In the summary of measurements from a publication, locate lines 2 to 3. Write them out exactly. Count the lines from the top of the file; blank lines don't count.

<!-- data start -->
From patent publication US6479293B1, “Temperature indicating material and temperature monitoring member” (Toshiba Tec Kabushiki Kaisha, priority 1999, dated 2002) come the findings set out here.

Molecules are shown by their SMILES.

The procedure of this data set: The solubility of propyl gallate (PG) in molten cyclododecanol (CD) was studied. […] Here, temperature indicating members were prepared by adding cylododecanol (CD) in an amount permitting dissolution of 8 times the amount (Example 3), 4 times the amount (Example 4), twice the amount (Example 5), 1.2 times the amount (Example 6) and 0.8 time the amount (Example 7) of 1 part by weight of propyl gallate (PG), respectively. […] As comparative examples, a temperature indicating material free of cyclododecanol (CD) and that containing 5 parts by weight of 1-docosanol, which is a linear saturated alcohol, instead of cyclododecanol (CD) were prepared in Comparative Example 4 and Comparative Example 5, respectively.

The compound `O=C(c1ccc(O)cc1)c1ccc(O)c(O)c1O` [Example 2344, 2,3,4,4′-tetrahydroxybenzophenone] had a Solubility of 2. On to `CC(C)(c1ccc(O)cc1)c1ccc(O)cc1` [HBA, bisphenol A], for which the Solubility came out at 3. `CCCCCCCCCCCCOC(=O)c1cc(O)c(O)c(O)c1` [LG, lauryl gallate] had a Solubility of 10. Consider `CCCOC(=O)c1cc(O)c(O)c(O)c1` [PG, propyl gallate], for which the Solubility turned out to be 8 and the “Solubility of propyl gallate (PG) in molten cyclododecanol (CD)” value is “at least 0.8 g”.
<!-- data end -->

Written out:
Molecules are shown by their SMILES.

The procedure of this data set: The solubility of propyl gallate (PG) in molten cyclododecanol (CD) was studied. […] Here, temperature indicating members were prepared by adding cylododecanol (CD) in an amount permitting dissolution of 8 times the amount (Example 3), 4 times the amount (Example 4), twice the amount (Example 5), 1.2 times the amount (Example 6) and 0.8 time the amount (Example 7) of 1 part by weight of propyl gallate (PG), respectively. […] As comparative examples, a temperature indicating material free of cyclododecanol (CD) and that containing 5 parts by weight of 1-docosanol, which is a linear saturated alcohol, instead of cyclododecanol (CD) were prepared in Comparative Example 4 and Comparative Example 5, respectively.